INTERCEDING

On this day lift before God:

  • The people of St Petersburg.
  • Widows.
  • All who wander.
  • All who seek to lose the identity they were born with.
  • All who help others despite their own struggles.
  • All who give generously, seeking no praise.
  • All who make us uncomfortable.
  • All who make us think.

Geneviève of Paris – 3rd January

Geneviève  was a peasant girl born in Nanterre. On the deaths of her parents, she went to live with her godmother Lutetia in Paris. There the young woman became admired for her piety and devotion to works of charity, and practiced corporal austerities which included abstaining from meat and breaking her fast only twice in the week. “These mortifications she continued for over thirty years, till her ecclesiastical superiors thought it their duty to make her diminish her austerities.”

Geneviève had frequent visions of heavenly saints and angels. She reported her visions and prophecies, until her enemies conspired to drown her in a lake. Through the intervention of Germanus, their animosity was finally overcome. The Bishop of Paris appointed her to look after the welfare of the virgins dedicated to God, and by her instruction and example she led them to a high degree of sanctity.

Shortly before the attack of the Huns under Attila in 451 on Paris, Genevieve and Germanus’ archdeacon, persuaded the panic-stricken people of Paris not to flee but to pray. It is claimed that the intercession of Genevieve’s prayers caused Attila’s army to go to Orléans instead. During Childeric’s siege and blockade of Paris in 464, Geneviève passed through the siege lines in a boat to Troyes, bringing grain to the city. She also pleaded to Childeric for the welfare of prisoners-of-war, and met with a favorable response. Through her influence, Childeric and Clovis displayed unwonted clemency towards the citizens.

INTERCEDING

On this day lift before God:

  • all who trust in the power of prayer.
  • all with courage despite apparent powerlessness.
  • all who are faithful to their work in the face of criticism
  • all whose homes are under attack or siege.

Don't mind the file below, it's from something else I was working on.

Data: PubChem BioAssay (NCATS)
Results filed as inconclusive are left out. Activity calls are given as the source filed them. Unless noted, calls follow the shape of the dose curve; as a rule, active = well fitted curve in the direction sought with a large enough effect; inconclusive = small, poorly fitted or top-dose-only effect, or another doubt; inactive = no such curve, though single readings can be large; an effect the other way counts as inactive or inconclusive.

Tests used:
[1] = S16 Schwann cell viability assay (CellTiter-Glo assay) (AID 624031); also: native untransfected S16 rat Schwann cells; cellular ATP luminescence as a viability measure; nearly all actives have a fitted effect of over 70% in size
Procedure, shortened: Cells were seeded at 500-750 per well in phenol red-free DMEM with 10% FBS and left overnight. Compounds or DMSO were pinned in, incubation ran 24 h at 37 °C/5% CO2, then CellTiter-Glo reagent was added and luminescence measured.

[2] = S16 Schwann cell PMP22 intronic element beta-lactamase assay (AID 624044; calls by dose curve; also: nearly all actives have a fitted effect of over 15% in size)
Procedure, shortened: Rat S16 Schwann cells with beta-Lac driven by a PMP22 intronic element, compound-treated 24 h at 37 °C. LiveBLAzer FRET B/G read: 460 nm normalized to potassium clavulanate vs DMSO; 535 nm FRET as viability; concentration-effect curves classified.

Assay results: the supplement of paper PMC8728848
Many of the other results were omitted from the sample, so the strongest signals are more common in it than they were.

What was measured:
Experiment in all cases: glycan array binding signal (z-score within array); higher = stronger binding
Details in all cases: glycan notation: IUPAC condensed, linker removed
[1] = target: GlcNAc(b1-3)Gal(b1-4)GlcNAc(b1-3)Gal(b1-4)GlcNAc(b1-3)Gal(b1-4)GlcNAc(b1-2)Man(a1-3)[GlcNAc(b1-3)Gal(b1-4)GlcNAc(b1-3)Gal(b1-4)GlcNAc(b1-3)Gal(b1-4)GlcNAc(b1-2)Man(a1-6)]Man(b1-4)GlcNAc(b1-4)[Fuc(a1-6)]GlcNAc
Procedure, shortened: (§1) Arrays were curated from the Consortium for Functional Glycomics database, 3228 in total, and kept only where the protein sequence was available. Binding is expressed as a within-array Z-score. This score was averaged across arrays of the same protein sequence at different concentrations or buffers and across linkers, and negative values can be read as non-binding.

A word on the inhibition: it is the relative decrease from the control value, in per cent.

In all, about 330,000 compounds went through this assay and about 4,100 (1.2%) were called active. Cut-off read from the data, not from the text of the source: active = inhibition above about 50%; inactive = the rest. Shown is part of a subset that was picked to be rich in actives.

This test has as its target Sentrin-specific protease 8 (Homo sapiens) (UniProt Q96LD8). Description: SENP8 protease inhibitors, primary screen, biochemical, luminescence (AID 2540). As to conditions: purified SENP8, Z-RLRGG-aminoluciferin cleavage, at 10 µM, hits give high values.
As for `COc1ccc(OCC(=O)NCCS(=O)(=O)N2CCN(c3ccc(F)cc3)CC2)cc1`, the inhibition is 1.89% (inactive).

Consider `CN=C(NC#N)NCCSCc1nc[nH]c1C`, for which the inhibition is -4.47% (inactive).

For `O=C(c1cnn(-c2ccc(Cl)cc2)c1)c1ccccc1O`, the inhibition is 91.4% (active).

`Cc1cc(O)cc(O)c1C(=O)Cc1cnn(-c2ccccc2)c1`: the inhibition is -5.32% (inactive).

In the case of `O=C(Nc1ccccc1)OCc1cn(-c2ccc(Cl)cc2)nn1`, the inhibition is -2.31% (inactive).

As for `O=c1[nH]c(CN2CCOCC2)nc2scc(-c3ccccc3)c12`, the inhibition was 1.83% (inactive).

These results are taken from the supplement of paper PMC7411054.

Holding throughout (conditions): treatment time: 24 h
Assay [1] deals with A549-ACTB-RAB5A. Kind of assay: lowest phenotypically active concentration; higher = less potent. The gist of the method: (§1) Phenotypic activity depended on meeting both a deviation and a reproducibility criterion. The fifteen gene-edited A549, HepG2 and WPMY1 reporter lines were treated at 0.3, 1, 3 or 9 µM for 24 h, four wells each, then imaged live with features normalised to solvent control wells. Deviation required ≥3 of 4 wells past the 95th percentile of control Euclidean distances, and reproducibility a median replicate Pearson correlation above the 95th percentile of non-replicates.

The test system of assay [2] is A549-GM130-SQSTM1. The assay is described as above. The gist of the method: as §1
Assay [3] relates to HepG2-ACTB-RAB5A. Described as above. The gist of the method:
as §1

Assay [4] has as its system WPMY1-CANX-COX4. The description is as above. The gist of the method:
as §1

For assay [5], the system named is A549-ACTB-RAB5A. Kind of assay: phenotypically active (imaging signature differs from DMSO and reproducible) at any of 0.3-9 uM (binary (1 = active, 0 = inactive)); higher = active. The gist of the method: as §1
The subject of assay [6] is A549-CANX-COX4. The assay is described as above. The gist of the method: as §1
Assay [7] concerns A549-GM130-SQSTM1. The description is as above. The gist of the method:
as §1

St Seraphim of Sarov – 2nd January

 

After experiencing visions and miraculous healing as both a child and a young monk, Seraphim  began to withdraw into his “farther hermitage”—the forest wilderness about five km from Sarov Monastery. Wild animals—bears, rabbits, wolves, foxes and others—came to the hut of the ascetic. The elder of the Diveevo monastery, Matrona Plescheeva, witnessed how St. Seraphim fed a bear that had come to him out of his hand: “Seraphim’s face was particularly miraculous. It was joyous and bright, as that of an angel,” she described. While living in this little hermitage of his, Seraphim once suffered greatly at the hands of robbers. Although he was physically very strong and was holding an axe at the time, St. Seraphim did not resist them. In answer to their threats and their demands for money, he lay his axe down on the ground, crossed his arms on his chest and obediently gave himself up to them. They began to beat him on the head with the handle of his own axe. Blood began to pour out of his mouth and ears, and he fell unconscious. After that they began to hit him with a log, trampled him under foot, and dragged him along the ground. They stopped beating him only when they had decided that he had died. The only treasure which the robbers found in his cell was the icon of the Mother of God of Deep Emotion (Ymileniye), before which he always prayed. When, after some time, the robbers were caught and brought to justice, the holy monk interceded on their behalf before the judge. After the beating, Seraphim remained hunched over for the rest of his life.